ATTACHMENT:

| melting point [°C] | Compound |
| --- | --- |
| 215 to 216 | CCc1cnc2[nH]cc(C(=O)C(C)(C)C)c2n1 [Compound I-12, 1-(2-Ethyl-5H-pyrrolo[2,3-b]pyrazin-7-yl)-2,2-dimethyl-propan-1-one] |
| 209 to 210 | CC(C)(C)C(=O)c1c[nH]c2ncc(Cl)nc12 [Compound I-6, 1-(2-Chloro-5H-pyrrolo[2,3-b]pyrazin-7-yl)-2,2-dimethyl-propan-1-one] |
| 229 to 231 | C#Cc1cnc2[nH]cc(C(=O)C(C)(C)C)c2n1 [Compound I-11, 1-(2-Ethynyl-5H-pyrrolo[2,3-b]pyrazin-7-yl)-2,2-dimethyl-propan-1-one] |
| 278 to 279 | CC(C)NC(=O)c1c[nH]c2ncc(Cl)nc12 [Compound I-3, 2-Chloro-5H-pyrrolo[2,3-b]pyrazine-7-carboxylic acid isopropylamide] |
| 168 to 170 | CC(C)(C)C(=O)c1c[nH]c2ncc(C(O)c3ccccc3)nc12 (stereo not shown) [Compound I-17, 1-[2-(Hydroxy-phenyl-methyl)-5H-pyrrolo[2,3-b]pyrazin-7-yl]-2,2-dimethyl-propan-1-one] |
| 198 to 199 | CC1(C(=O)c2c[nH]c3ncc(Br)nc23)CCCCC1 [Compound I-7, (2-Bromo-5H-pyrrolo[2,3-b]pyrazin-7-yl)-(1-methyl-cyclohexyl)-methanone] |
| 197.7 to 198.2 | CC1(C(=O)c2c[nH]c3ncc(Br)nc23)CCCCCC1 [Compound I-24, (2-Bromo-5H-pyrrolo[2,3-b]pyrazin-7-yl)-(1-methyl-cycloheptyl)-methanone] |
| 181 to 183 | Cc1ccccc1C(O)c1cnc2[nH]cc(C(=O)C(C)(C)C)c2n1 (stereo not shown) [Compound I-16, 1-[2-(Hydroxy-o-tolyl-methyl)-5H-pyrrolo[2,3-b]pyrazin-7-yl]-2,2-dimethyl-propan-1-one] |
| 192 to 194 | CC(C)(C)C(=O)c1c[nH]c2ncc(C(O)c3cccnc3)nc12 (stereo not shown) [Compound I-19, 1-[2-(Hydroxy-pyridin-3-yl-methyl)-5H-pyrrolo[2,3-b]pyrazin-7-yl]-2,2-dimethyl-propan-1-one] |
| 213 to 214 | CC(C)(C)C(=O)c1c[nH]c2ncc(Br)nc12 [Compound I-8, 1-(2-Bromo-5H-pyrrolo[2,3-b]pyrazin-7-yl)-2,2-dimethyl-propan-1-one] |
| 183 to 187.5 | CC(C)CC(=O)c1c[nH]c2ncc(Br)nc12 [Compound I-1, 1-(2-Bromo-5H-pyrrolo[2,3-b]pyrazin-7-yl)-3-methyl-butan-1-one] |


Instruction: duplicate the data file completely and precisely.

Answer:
| melting point [°C] | Compound |
| --- | --- |
| 215 to 216 | CCc1cnc2[nH]cc(C(=O)C(C)(C)C)c2n1 [Compound I-12, 1-(2-Ethyl-5H-pyrrolo[2,3-b]pyrazin-7-yl)-2,2-dimethyl-propan-1-one] |
| 209 to 210 | CC(C)(C)C(=O)c1c[nH]c2ncc(Cl)nc12 [Compound I-6, 1-(2-Chloro-5H-pyrrolo[2,3-b]pyrazin-7-yl)-2,2-dimethyl-propan-1-one] |
| 229 to 231 | C#Cc1cnc2[nH]cc(C(=O)C(C)(C)C)c2n1 [Compound I-11, 1-(2-Ethynyl-5H-pyrrolo[2,3-b]pyrazin-7-yl)-2,2-dimethyl-propan-1-one] |
| 278 to 279 | CC(C)NC(=O)c1c[nH]c2ncc(Cl)nc12 [Compound I-3, 2-Chloro-5H-pyrrolo[2,3-b]pyrazine-7-carboxylic acid isopropylamide] |
| 168 to 170 | CC(C)(C)C(=O)c1c[nH]c2ncc(C(O)c3ccccc3)nc12 (stereo not shown) [Compound I-17, 1-[2-(Hydroxy-phenyl-methyl)-5H-pyrrolo[2,3-b]pyrazin-7-yl]-2,2-dimethyl-propan-1-one] |
| 198 to 199 | CC1(C(=O)c2c[nH]c3ncc(Br)nc23)CCCCC1 [Compound I-7, (2-Bromo-5H-pyrrolo[2,3-b]pyrazin-7-yl)-(1-methyl-cyclohexyl)-methanone] |
| 197.7 to 198.2 | CC1(C(=O)c2c[nH]c3ncc(Br)nc23)CCCCCC1 [Compound I-24, (2-Bromo-5H-pyrrolo[2,3-b]pyrazin-7-yl)-(1-methyl-cycloheptyl)-methanone] |
| 181 to 183 | Cc1ccccc1C(O)c1cnc2[nH]cc(C(=O)C(C)(C)C)c2n1 (stereo not shown) [Compound I-16, 1-[2-(Hydroxy-o-tolyl-methyl)-5H-pyrrolo[2,3-b]pyrazin-7-yl]-2,2-dimethyl-propan-1-one] |
| 192 to 194 | CC(C)(C)C(=O)c1c[nH]c2ncc(C(O)c3cccnc3)nc12 (stereo not shown) [Compound I-19, 1-[2-(Hydroxy-pyridin-3-yl-methyl)-5H-pyrrolo[2,3-b]pyrazin-7-yl]-2,2-dimethyl-propan-1-one] |
| 213 to 214 | CC(C)(C)C(=O)c1c[nH]c2ncc(Br)nc12 [Compound I-8, 1-(2-Bromo-5H-pyrrolo[2,3-b]pyrazin-7-yl)-2,2-dimethyl-propan-1-one] |
| 183 to 187.5 | CC(C)CC(=O)c1c[nH]c2ncc(Br)nc12 [Compound I-1, 1-(2-Bromo-5H-pyrrolo[2,3-b]pyrazin-7-yl)-3-methyl-butan-1-one] |